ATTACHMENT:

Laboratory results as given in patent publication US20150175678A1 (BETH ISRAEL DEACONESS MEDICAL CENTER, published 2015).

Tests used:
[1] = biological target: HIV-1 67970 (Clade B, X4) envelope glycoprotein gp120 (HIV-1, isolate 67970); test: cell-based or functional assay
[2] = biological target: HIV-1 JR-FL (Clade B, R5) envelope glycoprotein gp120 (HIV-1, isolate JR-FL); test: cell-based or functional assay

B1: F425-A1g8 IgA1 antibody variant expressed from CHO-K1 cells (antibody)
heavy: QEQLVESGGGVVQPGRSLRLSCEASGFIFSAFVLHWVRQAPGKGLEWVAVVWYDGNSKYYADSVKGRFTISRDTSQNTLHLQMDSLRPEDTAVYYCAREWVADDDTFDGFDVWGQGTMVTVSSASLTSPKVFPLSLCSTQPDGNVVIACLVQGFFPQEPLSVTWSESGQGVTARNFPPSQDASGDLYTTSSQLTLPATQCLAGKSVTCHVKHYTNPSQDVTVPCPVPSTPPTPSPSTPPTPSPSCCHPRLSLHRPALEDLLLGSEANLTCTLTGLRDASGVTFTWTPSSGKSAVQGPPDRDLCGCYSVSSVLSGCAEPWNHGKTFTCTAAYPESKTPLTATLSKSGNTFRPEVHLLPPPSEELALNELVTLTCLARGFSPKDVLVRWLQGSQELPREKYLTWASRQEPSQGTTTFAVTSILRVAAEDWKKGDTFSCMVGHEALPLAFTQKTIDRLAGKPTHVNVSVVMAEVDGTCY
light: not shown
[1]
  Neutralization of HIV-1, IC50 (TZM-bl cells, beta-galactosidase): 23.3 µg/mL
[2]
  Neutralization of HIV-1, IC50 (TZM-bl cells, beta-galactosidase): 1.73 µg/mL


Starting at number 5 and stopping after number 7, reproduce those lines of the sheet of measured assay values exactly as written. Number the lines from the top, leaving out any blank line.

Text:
B1: F425-A1g8 IgA1 antibody variant expressed from CHO-K1 cells (antibody)
heavy: QEQLVESGGGVVQPGRSLRLSCEASGFIFSAFVLHWVRQAPGKGLEWVAVVWYDGNSKYYADSVKGRFTISRDTSQNTLHLQMDSLRPEDTAVYYCAREWVADDDTFDGFDVWGQGTMVTVSSASLTSPKVFPLSLCSTQPDGNVVIACLVQGFFPQEPLSVTWSESGQGVTARNFPPSQDASGDLYTTSSQLTLPATQCLAGKSVTCHVKHYTNPSQDVTVPCPVPSTPPTPSPSTPPTPSPSCCHPRLSLHRPALEDLLLGSEANLTCTLTGLRDASGVTFTWTPSSGKSAVQGPPDRDLCGCYSVSSVLSGCAEPWNHGKTFTCTAAYPESKTPLTATLSKSGNTFRPEVHLLPPPSEELALNELVTLTCLARGFSPKDVLVRWLQGSQELPREKYLTWASRQEPSQGTTTFAVTSILRVAAEDWKKGDTFSCMVGHEALPLAFTQKTIDRLAGKPTHVNVSVVMAEVDGTCY
light: not shown